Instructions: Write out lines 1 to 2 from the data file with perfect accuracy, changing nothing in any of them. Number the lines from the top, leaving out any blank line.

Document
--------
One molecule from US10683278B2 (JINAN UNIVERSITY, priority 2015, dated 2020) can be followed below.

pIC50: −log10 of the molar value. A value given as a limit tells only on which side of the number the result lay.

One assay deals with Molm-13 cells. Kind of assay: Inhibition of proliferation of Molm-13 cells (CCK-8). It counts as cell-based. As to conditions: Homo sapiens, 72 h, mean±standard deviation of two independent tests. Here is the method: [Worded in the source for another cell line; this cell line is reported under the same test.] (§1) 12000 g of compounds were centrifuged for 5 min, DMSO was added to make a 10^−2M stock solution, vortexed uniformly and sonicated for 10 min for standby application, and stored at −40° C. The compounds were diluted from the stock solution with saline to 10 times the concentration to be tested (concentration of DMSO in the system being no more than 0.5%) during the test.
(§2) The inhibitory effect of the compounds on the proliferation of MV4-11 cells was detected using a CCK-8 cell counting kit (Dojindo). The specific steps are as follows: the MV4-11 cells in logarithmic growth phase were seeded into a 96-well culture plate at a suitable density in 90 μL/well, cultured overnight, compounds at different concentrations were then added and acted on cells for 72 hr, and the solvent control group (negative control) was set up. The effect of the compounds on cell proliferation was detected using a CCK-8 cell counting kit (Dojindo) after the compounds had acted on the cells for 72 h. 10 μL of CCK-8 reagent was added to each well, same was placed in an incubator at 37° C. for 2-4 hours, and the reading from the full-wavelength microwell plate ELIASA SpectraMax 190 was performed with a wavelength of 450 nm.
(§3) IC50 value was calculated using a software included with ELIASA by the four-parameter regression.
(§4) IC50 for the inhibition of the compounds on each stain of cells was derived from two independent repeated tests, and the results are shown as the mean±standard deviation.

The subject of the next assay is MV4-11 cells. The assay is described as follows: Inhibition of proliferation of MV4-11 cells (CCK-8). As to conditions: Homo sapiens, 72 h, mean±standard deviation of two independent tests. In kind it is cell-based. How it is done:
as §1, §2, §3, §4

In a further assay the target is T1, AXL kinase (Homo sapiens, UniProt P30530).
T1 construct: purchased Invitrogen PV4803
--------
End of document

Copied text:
One molecule from US10683278B2 (JINAN UNIVERSITY, priority 2015, dated 2020) can be followed below.

pIC50: −log10 of the molar value. A value given as a limit tells only on which side of the number the result lay.